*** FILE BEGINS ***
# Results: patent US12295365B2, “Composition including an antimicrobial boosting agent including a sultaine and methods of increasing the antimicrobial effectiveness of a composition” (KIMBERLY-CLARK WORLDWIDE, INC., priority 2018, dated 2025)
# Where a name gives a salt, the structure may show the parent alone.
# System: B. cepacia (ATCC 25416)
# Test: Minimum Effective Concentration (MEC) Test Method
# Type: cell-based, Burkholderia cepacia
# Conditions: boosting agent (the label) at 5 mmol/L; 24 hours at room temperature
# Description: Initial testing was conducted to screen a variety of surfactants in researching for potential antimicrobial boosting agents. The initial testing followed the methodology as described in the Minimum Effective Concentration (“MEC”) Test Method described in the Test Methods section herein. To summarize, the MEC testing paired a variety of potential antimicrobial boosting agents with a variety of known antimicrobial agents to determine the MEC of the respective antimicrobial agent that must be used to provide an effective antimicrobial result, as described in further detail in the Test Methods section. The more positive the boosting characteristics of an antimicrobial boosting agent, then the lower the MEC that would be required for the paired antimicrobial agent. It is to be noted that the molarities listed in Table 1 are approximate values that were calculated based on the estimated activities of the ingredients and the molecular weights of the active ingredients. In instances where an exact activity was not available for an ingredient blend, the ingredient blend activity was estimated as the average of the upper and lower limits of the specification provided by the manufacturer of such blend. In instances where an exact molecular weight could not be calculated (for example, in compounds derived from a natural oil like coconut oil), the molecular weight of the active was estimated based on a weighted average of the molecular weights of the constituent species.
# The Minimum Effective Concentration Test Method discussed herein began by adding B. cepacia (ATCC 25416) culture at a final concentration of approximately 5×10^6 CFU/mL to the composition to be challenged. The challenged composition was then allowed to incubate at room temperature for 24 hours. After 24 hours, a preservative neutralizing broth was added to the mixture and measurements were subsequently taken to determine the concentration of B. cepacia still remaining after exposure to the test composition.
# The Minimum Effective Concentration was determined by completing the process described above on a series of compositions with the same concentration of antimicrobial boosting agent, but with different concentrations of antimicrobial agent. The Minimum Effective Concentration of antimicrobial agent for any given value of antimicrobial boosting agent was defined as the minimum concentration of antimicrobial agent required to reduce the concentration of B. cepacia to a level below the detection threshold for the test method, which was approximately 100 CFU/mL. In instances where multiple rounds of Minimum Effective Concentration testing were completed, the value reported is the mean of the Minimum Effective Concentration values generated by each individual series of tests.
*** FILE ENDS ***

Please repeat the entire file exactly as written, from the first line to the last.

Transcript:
# Results: patent US12295365B2, “Composition including an antimicrobial boosting agent including a sultaine and methods of increasing the antimicrobial effectiveness of a composition” (KIMBERLY-CLARK WORLDWIDE, INC., priority 2018, dated 2025)
# Where a name gives a salt, the structure may show the parent alone.
# System: B. cepacia (ATCC 25416)
# Test: Minimum Effective Concentration (MEC) Test Method
# Type: cell-based, Burkholderia cepacia
# Conditions: boosting agent (the label) at 5 mmol/L; 24 hours at room temperature
# Description: Initial testing was conducted to screen a variety of surfactants in researching for potential antimicrobial boosting agents. The initial testing followed the methodology as described in the Minimum Effective Concentration (“MEC”) Test Method described in the Test Methods section herein. To summarize, the MEC testing paired a variety of potential antimicrobial boosting agents with a variety of known antimicrobial agents to determine the MEC of the respective antimicrobial agent that must be used to provide an effective antimicrobial result, as described in further detail in the Test Methods section. The more positive the boosting characteristics of an antimicrobial boosting agent, then the lower the MEC that would be required for the paired antimicrobial agent. It is to be noted that the molarities listed in Table 1 are approximate values that were calculated based on the estimated activities of the ingredients and the molecular weights of the active ingredients. In instances where an exact activity was not available for an ingredient blend, the ingredient blend activity was estimated as the average of the upper and lower limits of the specification provided by the manufacturer of such blend. In instances where an exact molecular weight could not be calculated (for example, in compounds derived from a natural oil like coconut oil), the molecular weight of the active was estimated based on a weighted average of the molecular weights of the constituent species.
# The Minimum Effective Concentration Test Method discussed herein began by adding B. cepacia (ATCC 25416) culture at a final concentration of approximately 5×10^6 CFU/mL to the composition to be challenged. The challenged composition was then allowed to incubate at room temperature for 24 hours. After 24 hours, a preservative neutralizing broth was added to the mixture and measurements were subsequently taken to determine the concentration of B. cepacia still remaining after exposure to the test composition.
# The Minimum Effective Concentration was determined by completing the process described above on a series of compositions with the same concentration of antimicrobial boosting agent, but with different concentrations of antimicrobial agent. The Minimum Effective Concentration of antimicrobial agent for any given value of antimicrobial boosting agent was defined as the minimum concentration of antimicrobial agent required to reduce the concentration of B. cepacia to a level below the detection threshold for the test method, which was approximately 100 CFU/mL. In instances where multiple rounds of Minimum Effective Concentration testing were completed, the value reported is the mean of the Minimum Effective Concentration values generated by each individual series of tests.